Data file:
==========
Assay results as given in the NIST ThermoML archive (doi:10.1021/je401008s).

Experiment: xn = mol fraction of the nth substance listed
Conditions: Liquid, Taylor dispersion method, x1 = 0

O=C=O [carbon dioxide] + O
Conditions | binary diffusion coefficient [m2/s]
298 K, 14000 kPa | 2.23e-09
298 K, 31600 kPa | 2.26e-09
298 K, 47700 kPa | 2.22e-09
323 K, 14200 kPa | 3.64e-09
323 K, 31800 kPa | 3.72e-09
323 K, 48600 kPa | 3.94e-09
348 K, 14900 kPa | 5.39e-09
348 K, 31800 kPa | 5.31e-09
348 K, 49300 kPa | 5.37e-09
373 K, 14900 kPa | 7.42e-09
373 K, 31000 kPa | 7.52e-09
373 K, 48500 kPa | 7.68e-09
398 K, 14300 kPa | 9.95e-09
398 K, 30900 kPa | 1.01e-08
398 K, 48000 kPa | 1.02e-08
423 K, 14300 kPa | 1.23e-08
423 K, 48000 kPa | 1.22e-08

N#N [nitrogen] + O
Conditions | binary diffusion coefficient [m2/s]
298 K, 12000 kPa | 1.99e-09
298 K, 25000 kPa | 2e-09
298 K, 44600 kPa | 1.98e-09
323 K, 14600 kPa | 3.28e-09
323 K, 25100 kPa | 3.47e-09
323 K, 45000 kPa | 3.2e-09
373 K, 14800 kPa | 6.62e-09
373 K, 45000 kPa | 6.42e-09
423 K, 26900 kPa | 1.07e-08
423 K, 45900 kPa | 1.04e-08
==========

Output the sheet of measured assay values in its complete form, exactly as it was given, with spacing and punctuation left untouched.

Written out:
Assay results as given in the NIST ThermoML archive (doi:10.1021/je401008s).

Experiment: xn = mol fraction of the nth substance listed
Conditions: Liquid, Taylor dispersion method, x1 = 0

O=C=O [carbon dioxide] + O
Conditions | binary diffusion coefficient [m2/s]
298 K, 14000 kPa | 2.23e-09
298 K, 31600 kPa | 2.26e-09
298 K, 47700 kPa | 2.22e-09
323 K, 14200 kPa | 3.64e-09
323 K, 31800 kPa | 3.72e-09
323 K, 48600 kPa | 3.94e-09
348 K, 14900 kPa | 5.39e-09
348 K, 31800 kPa | 5.31e-09
348 K, 49300 kPa | 5.37e-09
373 K, 14900 kPa | 7.42e-09
373 K, 31000 kPa | 7.52e-09
373 K, 48500 kPa | 7.68e-09
398 K, 14300 kPa | 9.95e-09
398 K, 30900 kPa | 1.01e-08
398 K, 48000 kPa | 1.02e-08
423 K, 14300 kPa | 1.23e-08
423 K, 48000 kPa | 1.22e-08

N#N [nitrogen] + O
Conditions | binary diffusion coefficient [m2/s]
298 K, 12000 kPa | 1.99e-09
298 K, 25000 kPa | 2e-09
298 K, 44600 kPa | 1.98e-09
323 K, 14600 kPa | 3.28e-09
323 K, 25100 kPa | 3.47e-09
323 K, 45000 kPa | 3.2e-09
373 K, 14800 kPa | 6.62e-09
373 K, 45000 kPa | 6.42e-09
423 K, 26900 kPa | 1.07e-08
423 K, 45900 kPa | 1.04e-08